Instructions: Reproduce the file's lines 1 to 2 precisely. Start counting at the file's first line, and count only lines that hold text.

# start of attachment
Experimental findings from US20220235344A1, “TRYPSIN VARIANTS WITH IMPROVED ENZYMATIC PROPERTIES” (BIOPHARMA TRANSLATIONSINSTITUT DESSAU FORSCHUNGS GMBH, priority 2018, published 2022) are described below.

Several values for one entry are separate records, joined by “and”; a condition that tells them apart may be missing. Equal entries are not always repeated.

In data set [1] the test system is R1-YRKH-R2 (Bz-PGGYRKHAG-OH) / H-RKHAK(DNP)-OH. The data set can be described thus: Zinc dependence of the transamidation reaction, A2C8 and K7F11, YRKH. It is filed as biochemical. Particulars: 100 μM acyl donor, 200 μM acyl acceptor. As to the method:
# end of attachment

Experimental findings from US20220235344A1, “TRYPSIN VARIANTS WITH IMPROVED ENZYMATIC PROPERTIES” (BIOPHARMA TRANSLATIONSINSTITUT DESSAU FORSCHUNGS GMBH, priority 2018, published 2022) are described below.

Several values for one entry are separate records, joined by “and”; a condition that tells them apart may be missing. Equal entries are not always repeated.